June 5, 2024

Certificate of Lawfulness: abandonment of a planning use

Planning law solicitor, Issy Bainbridge, takes a look at some of the issues around Certificates of Lawfulness.

Holmes & Hills have recently advised a number of clients relating to the making of Certificates of Lawfulness applications where an unlawful use (by either a breach of a planning permission condition or a material change of use) did not occur for a period of time, making it more difficult to achieve a certificate. In short, a Local Planning Authority refused a Certificate of Lawfulness application, not made by Holmes & Hills, for reason that they considered that there has been a sufficiently long period of non-use to conclude that a previously long-running unauthorised use had been abandoned.

Note here that the Levelling Up and Regeneration Act 2023 has, as of 25 April 2024, increased the time to achieve immunity from planning enforcement action to 10 years in all cases, unless transitional provisions apply, for which the 4-year rule may still be relevant/engaged.

What is a Certificate of Lawfulness?

Starting with the basics, a Certificate of Lawfulness of Existing Use or Development can be used to confirm that an unauthorised use or development has existed for more than the relevant time to now be immune from planning enforcement action and, as such, be seen as lawful. If issued, a Certificate will confirm the lawful planning status of the relevant land and/or building.

There is a separate type of Certificate to confirm a proposed use or development as lawful; for example because it falls within permitted development rights or would not amount to ‘development’ requiring full planning permission.

This update concerns the former i.e. Certificates seeking to confirm as lawful, development that has already taken place.

Certificate of Lawfulness of Existing Use or Development

The case of Ocado confirms that once the relevant enforcement period has passed there is no need for the unlawful use (whether by a material change of use or breach of condition) to be continuing at the date the application is made. However, there must not have been a further material change in or of the use between post-lawfulness (by passage of time) and pre-application. Simply put, no application can be made if the use has been lost by abandonment, a subsequent change of use or a creation of a separate planning unit.

Turning to the topic of this update, in considering whether a use has been abandoned, case law provides that regard should be had to the following:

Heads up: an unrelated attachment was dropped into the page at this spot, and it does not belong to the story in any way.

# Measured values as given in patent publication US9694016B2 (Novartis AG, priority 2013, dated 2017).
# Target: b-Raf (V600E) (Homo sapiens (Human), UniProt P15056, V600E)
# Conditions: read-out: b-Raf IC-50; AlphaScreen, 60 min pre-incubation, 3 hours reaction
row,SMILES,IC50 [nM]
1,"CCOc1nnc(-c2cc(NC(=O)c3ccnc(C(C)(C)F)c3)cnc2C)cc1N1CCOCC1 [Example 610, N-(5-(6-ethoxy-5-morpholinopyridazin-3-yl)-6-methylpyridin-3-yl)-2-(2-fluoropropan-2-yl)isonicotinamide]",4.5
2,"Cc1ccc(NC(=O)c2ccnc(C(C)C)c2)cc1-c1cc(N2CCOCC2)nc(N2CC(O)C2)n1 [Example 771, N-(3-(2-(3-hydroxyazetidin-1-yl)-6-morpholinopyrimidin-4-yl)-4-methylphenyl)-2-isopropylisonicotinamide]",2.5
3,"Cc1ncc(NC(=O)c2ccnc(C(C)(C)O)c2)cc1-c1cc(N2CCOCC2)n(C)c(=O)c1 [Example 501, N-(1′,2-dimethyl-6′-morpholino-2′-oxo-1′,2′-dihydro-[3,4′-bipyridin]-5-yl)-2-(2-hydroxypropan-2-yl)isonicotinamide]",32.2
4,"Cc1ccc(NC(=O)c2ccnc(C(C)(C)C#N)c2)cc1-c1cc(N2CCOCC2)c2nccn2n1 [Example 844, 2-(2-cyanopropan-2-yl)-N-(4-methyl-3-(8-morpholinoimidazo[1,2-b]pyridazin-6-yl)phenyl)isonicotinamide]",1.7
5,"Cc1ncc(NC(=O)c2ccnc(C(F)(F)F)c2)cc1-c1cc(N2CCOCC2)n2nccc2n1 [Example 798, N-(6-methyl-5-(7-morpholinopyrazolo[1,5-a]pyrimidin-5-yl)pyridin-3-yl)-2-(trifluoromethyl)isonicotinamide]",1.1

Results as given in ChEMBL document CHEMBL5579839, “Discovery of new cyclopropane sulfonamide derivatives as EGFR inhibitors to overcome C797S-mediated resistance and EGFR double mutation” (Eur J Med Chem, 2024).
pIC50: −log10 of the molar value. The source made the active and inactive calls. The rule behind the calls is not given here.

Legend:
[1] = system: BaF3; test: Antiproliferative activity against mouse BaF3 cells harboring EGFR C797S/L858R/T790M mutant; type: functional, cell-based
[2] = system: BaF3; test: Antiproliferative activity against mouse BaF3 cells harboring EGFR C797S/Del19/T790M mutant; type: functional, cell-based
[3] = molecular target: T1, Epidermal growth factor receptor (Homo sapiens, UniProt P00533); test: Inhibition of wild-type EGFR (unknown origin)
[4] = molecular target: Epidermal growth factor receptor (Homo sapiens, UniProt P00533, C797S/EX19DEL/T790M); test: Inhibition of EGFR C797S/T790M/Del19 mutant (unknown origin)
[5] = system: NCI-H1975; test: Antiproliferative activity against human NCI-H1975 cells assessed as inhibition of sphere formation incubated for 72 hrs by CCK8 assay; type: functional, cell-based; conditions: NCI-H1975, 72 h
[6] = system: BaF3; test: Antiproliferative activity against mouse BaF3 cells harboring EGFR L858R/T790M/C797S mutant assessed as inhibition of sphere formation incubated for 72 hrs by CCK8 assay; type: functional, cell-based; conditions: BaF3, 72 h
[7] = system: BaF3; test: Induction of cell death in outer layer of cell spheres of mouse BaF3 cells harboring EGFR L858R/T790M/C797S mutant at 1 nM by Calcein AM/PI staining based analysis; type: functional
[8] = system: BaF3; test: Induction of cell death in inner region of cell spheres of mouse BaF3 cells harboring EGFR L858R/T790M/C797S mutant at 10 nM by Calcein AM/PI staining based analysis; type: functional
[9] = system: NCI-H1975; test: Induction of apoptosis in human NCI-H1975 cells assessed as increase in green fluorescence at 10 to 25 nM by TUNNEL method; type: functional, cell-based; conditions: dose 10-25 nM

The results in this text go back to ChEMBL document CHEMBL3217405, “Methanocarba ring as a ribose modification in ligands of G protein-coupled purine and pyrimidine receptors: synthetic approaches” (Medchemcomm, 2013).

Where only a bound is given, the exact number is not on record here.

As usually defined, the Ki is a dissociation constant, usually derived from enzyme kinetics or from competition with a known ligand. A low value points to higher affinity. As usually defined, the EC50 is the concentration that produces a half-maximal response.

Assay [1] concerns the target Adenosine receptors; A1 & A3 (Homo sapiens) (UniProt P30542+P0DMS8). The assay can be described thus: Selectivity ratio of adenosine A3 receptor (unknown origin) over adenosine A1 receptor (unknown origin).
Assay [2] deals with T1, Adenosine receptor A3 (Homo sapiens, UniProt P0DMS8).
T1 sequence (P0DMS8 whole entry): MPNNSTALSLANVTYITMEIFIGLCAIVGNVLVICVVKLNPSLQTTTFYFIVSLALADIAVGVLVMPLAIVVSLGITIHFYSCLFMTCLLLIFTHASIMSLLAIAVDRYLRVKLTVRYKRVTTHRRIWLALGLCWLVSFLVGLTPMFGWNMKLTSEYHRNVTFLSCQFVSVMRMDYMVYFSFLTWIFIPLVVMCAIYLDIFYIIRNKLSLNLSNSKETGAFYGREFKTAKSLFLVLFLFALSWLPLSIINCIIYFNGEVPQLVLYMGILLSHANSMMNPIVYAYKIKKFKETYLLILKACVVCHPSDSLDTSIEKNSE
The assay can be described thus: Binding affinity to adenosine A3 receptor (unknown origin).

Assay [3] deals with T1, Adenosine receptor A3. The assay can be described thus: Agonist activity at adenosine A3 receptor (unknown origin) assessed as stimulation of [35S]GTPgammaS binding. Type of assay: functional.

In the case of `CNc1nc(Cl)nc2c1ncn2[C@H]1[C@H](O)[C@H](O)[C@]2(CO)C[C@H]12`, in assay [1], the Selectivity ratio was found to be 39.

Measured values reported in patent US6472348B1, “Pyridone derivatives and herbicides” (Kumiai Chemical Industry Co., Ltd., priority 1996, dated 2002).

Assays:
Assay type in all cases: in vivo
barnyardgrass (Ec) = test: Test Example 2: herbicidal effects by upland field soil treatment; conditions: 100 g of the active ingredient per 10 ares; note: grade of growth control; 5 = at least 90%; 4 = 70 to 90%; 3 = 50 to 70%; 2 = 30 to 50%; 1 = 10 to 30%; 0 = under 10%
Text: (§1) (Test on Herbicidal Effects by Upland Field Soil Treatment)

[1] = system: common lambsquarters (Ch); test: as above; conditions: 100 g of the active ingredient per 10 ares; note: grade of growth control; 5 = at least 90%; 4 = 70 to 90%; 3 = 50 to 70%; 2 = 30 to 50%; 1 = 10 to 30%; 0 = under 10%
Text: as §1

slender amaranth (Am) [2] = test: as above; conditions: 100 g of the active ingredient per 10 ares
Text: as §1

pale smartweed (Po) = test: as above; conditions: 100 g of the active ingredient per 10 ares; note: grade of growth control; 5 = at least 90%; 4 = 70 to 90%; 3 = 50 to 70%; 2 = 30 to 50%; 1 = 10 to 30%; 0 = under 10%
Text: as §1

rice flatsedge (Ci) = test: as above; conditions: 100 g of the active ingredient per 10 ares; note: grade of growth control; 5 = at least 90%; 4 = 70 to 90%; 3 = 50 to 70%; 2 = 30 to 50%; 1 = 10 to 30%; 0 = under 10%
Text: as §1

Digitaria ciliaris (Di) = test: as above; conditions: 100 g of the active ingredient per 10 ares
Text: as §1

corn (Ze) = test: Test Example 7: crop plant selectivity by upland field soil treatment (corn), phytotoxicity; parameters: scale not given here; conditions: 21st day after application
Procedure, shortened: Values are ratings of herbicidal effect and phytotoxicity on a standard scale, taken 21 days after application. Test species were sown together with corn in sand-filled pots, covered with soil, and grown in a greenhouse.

1. The physical condition.
    i.e. was the use still capable of existing. For example, if it was a use of a building as a dwelling, does it still have all relevant fixtures and fittings to allow continued use in such manner.
  2. The period of non-use.
    Using the same example as above, how long has the dwelling been empty for? However, it should be noted that non-occupation does not necessarily result in ‘abandonment’.
  3. Whether there has been any other use.
    i.e. if the building stopped being used as a dwelling and has since been used as an office, this will likely cause the previous use as a dwelling to be lost.
  4. Intention.
    When the use ceased, how did the owner plan to use the building in the future i.e. it may be the case that the building was owned by an elderly relative and the building was left vacant during the probate process but it was the plan for it to be lived in again in due course, or the owner had to temporarily move away for work but would be returning and continuing to live in it.

As with any certificate of lawfulness, strong evidence is key. This is because it is for the applicant to demonstrate their case on the balance of probabilities. Even if an applicant can make their case as to why [x] use did continue for the required [y] period of time, it is considered best practice to confirm why there is no other reason why a Certificate cannot, or should not, be issued.

Consideration should be given, not only what happened in the relevant 4 or 10-year period, but what may have happened (or not) since then. Care should be taken to ensure that there is no potential “deal-breaker” in a Certificate application for reason of the claimed lawful use being lost for reason of a new, intervening use, or the previous use having been “abandoned”.

Holmes & Hills has a specialist team of planning solicitors who regularly advice clients in respect of the lawful planning status of land and/or buildings and, if a case has sufficient merit, in preparing and submitting an application for a Certificate of Lawfulness.

Get specialist planning law advice

Call us on 01206 593933 today to speak with one of our planning team. Or complete the form below.

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Issy Bainbridge



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